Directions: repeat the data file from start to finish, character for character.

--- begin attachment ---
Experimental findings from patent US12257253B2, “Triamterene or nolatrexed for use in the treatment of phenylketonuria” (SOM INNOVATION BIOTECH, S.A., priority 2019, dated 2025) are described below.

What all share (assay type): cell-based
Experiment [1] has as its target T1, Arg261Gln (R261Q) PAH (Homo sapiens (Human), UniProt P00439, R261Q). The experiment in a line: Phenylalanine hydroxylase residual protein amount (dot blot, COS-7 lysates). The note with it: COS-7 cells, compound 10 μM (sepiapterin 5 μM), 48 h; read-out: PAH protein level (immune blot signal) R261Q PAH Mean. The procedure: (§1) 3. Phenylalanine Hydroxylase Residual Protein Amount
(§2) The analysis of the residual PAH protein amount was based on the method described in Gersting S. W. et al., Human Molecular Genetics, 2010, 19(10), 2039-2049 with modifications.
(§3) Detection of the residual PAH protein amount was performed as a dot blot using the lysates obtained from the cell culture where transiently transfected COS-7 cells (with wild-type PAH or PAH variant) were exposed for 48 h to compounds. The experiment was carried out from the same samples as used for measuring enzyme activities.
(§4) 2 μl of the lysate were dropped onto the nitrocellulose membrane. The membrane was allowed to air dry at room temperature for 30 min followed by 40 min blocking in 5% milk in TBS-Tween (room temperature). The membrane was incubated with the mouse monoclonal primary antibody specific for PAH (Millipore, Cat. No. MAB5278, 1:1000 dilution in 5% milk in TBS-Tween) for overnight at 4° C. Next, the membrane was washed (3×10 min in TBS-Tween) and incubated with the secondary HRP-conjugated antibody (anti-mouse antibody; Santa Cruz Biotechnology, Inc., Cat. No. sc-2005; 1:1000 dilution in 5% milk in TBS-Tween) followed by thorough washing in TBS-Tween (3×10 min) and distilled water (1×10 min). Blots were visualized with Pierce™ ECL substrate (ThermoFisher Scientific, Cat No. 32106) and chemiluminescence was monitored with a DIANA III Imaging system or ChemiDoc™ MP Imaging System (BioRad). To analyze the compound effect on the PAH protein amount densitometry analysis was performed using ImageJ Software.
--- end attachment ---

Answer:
Experimental findings from patent US12257253B2, “Triamterene or nolatrexed for use in the treatment of phenylketonuria” (SOM INNOVATION BIOTECH, S.A., priority 2019, dated 2025) are described below.

What all share (assay type): cell-based
Experiment [1] has as its target T1, Arg261Gln (R261Q) PAH (Homo sapiens (Human), UniProt P00439, R261Q). The experiment in a line: Phenylalanine hydroxylase residual protein amount (dot blot, COS-7 lysates). The note with it: COS-7 cells, compound 10 μM (sepiapterin 5 μM), 48 h; read-out: PAH protein level (immune blot signal) R261Q PAH Mean. The procedure: (§1) 3. Phenylalanine Hydroxylase Residual Protein Amount
(§2) The analysis of the residual PAH protein amount was based on the method described in Gersting S. W. et al., Human Molecular Genetics, 2010, 19(10), 2039-2049 with modifications.
(§3) Detection of the residual PAH protein amount was performed as a dot blot using the lysates obtained from the cell culture where transiently transfected COS-7 cells (with wild-type PAH or PAH variant) were exposed for 48 h to compounds. The experiment was carried out from the same samples as used for measuring enzyme activities.
(§4) 2 μl of the lysate were dropped onto the nitrocellulose membrane. The membrane was allowed to air dry at room temperature for 30 min followed by 40 min blocking in 5% milk in TBS-Tween (room temperature). The membrane was incubated with the mouse monoclonal primary antibody specific for PAH (Millipore, Cat. No. MAB5278, 1:1000 dilution in 5% milk in TBS-Tween) for overnight at 4° C. Next, the membrane was washed (3×10 min in TBS-Tween) and incubated with the secondary HRP-conjugated antibody (anti-mouse antibody; Santa Cruz Biotechnology, Inc., Cat. No. sc-2005; 1:1000 dilution in 5% milk in TBS-Tween) followed by thorough washing in TBS-Tween (3×10 min) and distilled water (1×10 min). Blots were visualized with Pierce™ ECL substrate (ThermoFisher Scientific, Cat No. 32106) and chemiluminescence was monitored with a DIANA III Imaging system or ChemiDoc™ MP Imaging System (BioRad). To analyze the compound effect on the PAH protein amount densitometry analysis was performed using ImageJ Software.